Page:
• Inspect the algorithm's data in between two steps,
  • Alter the algorithm's settings in between two steps,
  • etc.

If the algorithm is better seen as a single step, the object-oriented implementation can choose to hide all of the implementation details, leaving only the "inputs, process, outputs" visible to the user. Furthermore, one can provide a factory method or a utility function that takes the input and computes the output. This factory or utility method can make use of the object-oriented implementation.


In general it is better to store the algorithm states (mutable data) in the object itself, and make them private. There are exceptions:

  • Not if doing so increases confusion. For example, if pages means one thing in some parts of the algorithm, and then pages is rewritten with something different in other parts of the algorithm. If this is the case,
    • They should be given different and descriptive names to avoid confusion.
    • If the pages has its own state transitions (like a state machine), that logic should be extracted into its own class.

Class design for algorithms that are parallelized

If it is being used by its users concurrently (being called from multiple threads), the algorithm needs to either freeze (its data becomes immutable after the main computation has finished), or it needs lock-based protection.

If the algorithm itself is parallelized,

  • Mutable states should be partitioned, and each worker should have exclusive access to its piece of mutable state.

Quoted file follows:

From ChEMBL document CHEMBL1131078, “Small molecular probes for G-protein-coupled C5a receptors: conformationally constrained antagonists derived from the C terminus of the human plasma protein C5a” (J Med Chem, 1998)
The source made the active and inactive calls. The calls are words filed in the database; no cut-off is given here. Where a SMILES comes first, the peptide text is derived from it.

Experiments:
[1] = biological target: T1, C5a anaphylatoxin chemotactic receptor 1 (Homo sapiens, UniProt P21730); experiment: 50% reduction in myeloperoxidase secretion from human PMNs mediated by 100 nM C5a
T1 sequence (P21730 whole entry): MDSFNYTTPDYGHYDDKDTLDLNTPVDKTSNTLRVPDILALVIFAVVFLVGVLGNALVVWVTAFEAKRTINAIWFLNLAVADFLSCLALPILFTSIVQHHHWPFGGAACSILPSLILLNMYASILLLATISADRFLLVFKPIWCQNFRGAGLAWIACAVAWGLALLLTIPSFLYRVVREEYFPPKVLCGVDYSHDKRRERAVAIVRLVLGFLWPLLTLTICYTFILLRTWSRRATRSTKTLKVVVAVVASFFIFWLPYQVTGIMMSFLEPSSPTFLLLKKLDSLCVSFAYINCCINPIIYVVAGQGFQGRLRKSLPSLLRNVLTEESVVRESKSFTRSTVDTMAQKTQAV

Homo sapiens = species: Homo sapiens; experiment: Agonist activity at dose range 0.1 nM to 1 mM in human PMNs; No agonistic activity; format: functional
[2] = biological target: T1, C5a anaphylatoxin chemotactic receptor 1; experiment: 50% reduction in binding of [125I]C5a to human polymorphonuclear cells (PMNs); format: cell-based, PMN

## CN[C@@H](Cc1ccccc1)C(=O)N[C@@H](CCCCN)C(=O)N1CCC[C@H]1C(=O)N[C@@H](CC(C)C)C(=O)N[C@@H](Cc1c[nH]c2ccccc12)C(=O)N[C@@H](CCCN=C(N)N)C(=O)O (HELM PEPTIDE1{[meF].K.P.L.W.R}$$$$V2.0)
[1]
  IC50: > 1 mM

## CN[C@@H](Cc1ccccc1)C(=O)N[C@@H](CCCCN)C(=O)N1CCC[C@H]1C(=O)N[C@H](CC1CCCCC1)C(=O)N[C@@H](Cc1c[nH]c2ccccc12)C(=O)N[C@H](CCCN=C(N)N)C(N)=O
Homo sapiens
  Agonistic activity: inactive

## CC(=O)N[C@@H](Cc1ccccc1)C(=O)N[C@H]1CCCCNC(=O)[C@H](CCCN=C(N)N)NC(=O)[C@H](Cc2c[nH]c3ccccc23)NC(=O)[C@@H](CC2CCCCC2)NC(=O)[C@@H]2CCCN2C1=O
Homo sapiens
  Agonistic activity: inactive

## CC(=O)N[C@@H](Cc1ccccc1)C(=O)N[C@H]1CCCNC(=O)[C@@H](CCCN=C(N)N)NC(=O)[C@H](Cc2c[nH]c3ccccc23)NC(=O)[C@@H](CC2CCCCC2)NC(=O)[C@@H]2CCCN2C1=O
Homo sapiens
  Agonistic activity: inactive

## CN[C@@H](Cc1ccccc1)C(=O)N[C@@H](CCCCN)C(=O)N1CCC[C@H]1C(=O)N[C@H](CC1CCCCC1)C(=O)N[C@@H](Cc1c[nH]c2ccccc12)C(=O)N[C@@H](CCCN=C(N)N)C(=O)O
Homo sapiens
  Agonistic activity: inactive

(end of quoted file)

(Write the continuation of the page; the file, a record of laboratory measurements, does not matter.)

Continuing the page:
• The algorithm's execution should be partitioned into phases. Once a phase has completed, the phase's output data becomes frozen.
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There is nothing wrong with writing pure functions as statics in object oriented programming. Given your example, it does not appear necessary to make instance fields out of the intermediate results.

However, you should be prepared to refactor when and if necessary, into a real object. Several reasons you may need to do that are:

  • You choose to define the algorithm via an interface (or abstract base class) so you can have different implementations. Then you need multiple classes for the varied implementations, and you will need an object to hold the state, which in this case the state is the choice among the algorithms.

  • You realize that you need more than one operation (function) on the object and it must persist state in between these invocations.

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I am trying to understand how to design classes which take an input, do some processing, and return a result.

There is a principle in object orientated design called "Tell, don't ask"

What this generally means is you tell an object to change itself, you don't ask an object for data that you then manipulate some where else.

So when thinking about how to manage something like this in OO design you need to keep coming back to your objects and what they themselves do. In general you don't have an object that takes input from another objects, because you make the objects themselves do the work.